After a week of diving in San Diego and absolutely no break from the 5-10 feet of visibility, I had to take a different approach to my underwater subjects. Instead of hunting for the "larger animals" and unique animal behaviors, I searched for subjects that posed beautifully in high-surge, low-vis environments. Seagrass, kelp, red algae, floating particles, sand grains, light rays, and small schools of fish seemed to dance well in the surge. They also looked particularly appealing in shallow water near sunset. The photo above was taken on one of those shallow shoots in La Jolla Cove, one of the two dive locations where my first dive certifications took place in 2013.
Though I did manage to find some kelp while in San Diego, it wasn't easy. My shooting period was between the 11th and 16th of August, historically one of the warmest weeks of the year for coastal San Diego. Kelp is a cold-water organism that grows very quickly but is also susceptible to disease and damage when water temperatures increase beyond a certain threshold. In recent years, the water has gotten so warm that entire kelp forests vanish. The forests I dove through a few years ago are no longer there; there were no forests in La Jolla, none near the Marine Room, and only a few lingering, lonely stalks in north-county coastal areas. If we don't make an effort to reduce our impact on sea temperature and help balance the coastal aquatic ecosystems, we may lose entire populations of organisms that rely on kelp forests throughout the southern California coastline. For some species, it is already too late. Keep this idea in mind as you watch the first video listed above.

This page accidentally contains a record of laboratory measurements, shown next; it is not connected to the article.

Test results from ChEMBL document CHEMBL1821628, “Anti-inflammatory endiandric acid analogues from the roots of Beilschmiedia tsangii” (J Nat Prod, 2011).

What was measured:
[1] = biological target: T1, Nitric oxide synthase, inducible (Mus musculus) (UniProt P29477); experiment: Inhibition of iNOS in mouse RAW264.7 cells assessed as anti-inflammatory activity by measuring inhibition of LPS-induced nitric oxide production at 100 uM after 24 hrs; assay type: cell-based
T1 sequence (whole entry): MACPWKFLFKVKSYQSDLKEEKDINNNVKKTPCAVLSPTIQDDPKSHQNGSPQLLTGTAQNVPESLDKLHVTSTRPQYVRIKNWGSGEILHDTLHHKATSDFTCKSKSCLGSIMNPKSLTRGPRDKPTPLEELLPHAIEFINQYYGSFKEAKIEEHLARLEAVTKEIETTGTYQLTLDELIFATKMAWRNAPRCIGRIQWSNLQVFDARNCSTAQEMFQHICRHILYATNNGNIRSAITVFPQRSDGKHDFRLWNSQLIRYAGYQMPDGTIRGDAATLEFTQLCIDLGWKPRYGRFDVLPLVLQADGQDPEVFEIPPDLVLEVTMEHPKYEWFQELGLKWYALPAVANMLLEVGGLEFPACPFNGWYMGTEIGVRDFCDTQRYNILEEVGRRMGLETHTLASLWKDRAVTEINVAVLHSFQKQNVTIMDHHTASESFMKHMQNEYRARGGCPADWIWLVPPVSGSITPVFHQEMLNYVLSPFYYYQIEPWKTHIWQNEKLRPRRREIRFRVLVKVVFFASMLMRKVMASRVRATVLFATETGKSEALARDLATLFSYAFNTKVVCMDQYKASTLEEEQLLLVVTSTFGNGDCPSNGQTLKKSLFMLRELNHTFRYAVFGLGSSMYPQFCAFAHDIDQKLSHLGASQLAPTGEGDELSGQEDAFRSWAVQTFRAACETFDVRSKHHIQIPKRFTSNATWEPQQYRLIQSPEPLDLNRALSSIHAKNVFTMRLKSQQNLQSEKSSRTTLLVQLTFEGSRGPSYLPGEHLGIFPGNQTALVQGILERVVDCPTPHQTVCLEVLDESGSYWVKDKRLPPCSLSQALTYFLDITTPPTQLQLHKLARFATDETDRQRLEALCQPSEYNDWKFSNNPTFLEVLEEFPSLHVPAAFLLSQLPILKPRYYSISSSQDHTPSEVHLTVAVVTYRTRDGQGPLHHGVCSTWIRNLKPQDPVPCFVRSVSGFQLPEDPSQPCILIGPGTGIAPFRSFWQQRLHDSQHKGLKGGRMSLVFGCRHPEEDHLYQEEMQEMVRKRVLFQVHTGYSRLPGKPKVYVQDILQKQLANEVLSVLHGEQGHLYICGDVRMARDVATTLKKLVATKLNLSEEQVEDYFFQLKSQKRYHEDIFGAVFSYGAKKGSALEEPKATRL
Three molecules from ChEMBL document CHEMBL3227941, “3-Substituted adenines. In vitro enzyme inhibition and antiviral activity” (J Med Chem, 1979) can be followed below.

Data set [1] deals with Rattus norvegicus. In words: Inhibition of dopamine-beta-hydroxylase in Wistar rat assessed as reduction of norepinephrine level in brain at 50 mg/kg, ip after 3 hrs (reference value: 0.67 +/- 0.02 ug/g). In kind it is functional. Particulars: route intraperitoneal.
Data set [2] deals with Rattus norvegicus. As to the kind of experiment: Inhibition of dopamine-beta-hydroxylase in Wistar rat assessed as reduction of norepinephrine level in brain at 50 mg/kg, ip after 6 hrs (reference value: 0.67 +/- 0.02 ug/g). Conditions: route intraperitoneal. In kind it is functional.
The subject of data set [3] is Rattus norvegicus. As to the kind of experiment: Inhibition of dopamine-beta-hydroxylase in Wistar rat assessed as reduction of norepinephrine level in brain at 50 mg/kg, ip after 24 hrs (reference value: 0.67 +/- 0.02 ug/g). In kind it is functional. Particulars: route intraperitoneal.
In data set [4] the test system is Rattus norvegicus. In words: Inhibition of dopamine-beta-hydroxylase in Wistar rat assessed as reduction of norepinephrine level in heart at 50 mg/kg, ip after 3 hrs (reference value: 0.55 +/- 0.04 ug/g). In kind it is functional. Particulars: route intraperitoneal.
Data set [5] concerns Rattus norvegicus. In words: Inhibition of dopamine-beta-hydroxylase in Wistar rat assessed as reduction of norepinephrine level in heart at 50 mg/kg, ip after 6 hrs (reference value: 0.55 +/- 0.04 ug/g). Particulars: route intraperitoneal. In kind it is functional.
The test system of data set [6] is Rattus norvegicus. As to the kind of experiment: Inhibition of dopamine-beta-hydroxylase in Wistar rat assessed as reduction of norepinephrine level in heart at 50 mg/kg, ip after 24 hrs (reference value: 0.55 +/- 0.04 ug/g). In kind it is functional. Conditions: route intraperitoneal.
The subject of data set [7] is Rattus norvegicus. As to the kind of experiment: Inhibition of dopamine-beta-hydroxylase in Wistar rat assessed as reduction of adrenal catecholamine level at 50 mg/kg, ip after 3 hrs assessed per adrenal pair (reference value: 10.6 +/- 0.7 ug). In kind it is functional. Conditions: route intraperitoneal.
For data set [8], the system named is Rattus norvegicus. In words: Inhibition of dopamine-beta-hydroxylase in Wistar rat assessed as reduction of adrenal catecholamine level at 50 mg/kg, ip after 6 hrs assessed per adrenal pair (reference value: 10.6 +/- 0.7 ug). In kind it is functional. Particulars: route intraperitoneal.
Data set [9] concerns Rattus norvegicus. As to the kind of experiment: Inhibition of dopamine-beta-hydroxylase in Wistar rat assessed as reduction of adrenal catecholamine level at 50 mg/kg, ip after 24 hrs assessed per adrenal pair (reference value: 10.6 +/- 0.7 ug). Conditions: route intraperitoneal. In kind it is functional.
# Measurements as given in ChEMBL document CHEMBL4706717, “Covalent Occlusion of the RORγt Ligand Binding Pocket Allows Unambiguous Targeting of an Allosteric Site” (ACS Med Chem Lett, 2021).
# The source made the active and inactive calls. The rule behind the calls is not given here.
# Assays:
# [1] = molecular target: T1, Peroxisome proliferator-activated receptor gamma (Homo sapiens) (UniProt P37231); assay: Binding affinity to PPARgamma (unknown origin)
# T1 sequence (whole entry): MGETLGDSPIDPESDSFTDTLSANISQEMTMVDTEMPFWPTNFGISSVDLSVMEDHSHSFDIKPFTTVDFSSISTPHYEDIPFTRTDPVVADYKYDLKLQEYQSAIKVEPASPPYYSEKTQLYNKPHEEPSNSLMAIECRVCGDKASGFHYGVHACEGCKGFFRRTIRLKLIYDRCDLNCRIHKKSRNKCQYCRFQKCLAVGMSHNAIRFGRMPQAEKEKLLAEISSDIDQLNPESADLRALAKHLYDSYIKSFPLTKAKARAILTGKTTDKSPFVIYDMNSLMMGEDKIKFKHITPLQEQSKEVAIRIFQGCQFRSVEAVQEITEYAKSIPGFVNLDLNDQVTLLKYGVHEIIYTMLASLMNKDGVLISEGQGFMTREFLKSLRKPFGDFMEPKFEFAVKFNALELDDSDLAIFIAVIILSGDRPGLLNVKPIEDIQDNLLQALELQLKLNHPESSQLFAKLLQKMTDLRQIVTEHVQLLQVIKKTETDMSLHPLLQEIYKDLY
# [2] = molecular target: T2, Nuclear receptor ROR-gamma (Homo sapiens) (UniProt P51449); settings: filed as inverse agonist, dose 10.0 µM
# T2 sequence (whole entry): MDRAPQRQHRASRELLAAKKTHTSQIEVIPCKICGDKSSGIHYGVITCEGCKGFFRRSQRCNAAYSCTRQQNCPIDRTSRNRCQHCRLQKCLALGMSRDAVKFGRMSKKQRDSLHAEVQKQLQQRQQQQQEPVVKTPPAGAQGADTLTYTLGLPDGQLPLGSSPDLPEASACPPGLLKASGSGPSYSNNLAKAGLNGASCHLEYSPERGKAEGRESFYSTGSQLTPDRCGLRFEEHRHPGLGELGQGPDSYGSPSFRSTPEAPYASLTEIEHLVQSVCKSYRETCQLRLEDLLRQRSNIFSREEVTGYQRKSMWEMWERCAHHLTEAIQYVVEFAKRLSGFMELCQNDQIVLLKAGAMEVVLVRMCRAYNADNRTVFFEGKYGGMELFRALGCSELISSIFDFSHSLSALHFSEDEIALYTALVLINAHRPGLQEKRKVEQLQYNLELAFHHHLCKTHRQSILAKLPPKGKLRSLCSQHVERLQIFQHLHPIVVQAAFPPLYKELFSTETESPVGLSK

On a more positive note, we had some wonderful dives through Marissa Dive Charters on the Ruby E and Yukon wrecks. Visibility on these wrecks was much better (about 30 feet). A video showing some highlights of the Yukon dive can be seen here.